The Night We Almost Became Fossils

12 Aug

Last weekend was an awesome blip in the lives of your friendly neighborhood Constitutional bloggers. Reunited for the first considerable amount of time in a year and a half, we retreated into the woods with two other pretty amazing guys (we have decided to protect their identities, to keep their reputations from being blemished by association) for a guys-only camping trip. We had an awesome time eating, drinking, hiking, burning things and building tiny competing civilizations on a cardboard polygon (I think it was a decagon, but I may be off by a few sides), all the while catching up on each others’ lives and escaping the stress and pressures of the outside world. Very tranquil. Except for the ride there.

Getting from my office in Gordonsville, VA to the remote forests on the North Carolina-Georgia border turned out to be an epic journey indeed. A couple months ago I had bought a round-trip flight to Atlanta, the closest major hub to Joe’s current residence, in preparation for this trip–the thought being that this would save me a significant amount of transportation time. The one and a quarter hour trip from G-ville to the Richmond International Airport ended up not being too bad traffic-wise, and I got there in plenty of time to check in and chill at the gate. When I first got to the gate, the monitor said my flight was delayed 12 minutes–no big deal, I thought, as I called Joe to give him the heads up–and then a few minutes later, the departure time was changed back to “ON TIME”–even better, I grinned. But only after we had all boarded the plane and taxied away from the gate did the pilot reveal his grim news: because of rain in Atlanta, all air traffic was slowing down and we were not going to take off from Richmond for another 45-60 minutes. So we just sat there. For 50 minutes.

When I finally arrived in Atlanta and found my way to the Baggage Claim area, it was close to 7:00pm. Fortunately, JTS hadn’t decided to leave the airport and do better things with his time, and we proceeded to his faithful Jeep. The first two hours of the drive were really enjoyable; we had so much to catch up on and chat about that I really didn’t mind the added transportation time. And according to the GPS, the total trip to the campgrounds wasn’t supposed to take much more than two hours anyway.

GPS. That’s where we ran into trouble. Those three little letters contain so much meaning–comfort for the lost, home for the homeless, fulfillment for the hungry, amazement for the non-tech savvy. People tend to put very blind faith in this contraption; referring to it as a a great all-knowing deity, to be revered and respected but never addressed directly (“No, just stop talking, She says go LEFT so we need to go LEFT!” “I don’t care what you think, the GPS says…”). Of all people, you would have thought that my co-blogger and I, in our cynicism and self-proclaimed geniousness, would have known better than to blindly take directions from a talking box. We even had printed directions, which we tossed aside after verifying that the first five or six maneuvers were the same as on the GPS’s recommended route. If only we had looked at the END of the route, we could have saved ourselves such a headache…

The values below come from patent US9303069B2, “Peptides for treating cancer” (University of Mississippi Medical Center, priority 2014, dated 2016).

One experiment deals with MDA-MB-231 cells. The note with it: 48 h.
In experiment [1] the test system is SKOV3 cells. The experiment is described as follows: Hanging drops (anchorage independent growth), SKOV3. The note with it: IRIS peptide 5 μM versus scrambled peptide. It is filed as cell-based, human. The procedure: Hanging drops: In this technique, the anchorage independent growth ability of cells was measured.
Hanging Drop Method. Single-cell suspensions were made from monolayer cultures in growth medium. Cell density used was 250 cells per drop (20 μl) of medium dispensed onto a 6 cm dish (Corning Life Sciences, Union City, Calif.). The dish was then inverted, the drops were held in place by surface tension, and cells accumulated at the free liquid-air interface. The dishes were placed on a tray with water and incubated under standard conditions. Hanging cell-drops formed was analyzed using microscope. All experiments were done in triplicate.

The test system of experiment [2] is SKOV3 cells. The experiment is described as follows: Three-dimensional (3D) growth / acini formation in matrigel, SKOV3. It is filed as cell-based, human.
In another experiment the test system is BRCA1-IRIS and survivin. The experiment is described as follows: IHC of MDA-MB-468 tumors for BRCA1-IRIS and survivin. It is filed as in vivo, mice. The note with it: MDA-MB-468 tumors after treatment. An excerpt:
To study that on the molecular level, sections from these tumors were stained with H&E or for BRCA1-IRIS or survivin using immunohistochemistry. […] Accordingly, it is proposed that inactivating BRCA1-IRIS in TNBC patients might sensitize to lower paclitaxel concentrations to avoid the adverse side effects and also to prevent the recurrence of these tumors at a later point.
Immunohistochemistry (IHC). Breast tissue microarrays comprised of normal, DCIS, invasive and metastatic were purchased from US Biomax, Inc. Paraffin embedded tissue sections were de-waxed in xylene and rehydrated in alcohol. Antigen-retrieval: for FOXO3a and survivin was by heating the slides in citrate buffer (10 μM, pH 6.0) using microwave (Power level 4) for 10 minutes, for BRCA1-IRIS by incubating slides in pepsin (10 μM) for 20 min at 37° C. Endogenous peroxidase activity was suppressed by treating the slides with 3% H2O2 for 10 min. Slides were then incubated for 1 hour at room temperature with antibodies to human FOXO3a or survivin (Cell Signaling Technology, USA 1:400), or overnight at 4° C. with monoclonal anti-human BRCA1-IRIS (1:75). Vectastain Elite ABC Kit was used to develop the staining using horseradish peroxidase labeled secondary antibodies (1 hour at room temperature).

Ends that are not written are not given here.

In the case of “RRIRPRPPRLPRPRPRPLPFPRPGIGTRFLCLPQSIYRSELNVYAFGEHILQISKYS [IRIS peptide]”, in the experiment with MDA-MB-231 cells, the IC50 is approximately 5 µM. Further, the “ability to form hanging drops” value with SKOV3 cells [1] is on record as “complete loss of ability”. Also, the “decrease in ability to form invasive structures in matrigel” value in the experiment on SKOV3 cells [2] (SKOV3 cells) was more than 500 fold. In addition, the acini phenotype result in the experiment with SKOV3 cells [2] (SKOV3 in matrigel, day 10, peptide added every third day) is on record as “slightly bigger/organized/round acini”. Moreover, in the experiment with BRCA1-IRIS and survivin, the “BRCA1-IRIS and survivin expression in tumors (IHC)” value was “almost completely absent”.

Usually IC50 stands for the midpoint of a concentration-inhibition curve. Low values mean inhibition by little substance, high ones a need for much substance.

We started to suspect something wasn’t right when the asphalt ended. Suddenly we found ourselves on a narrow gravel road with more hairpin turns than… something that has a lot of hairpin turns. And right about this time, the sun set completely, leaving us quite literally in the dark. The GPS told us it would take just five or ten more minutes to get through this maze of death (if we had met a car coming the other direction, we likely wouldn’t have seen it until we had a head-on collision around the next bend) and that we would arrive at our destination–which was a road name, mind you, not a physical street address–before 10:00. We had just enough cell phone reception to call Phil and tell him the “good news” of our imminent arrival, before at the next gyration of the road, all cell phone phone signals were lost and we were completely incomunicado. In the dark. And as we negotiated each curve at a crawl, I had a sneaking suspicion that we weren’t going to make our target ETA (Estimated Time of Arrival, not the Basque terrorist group, in case you were wondering).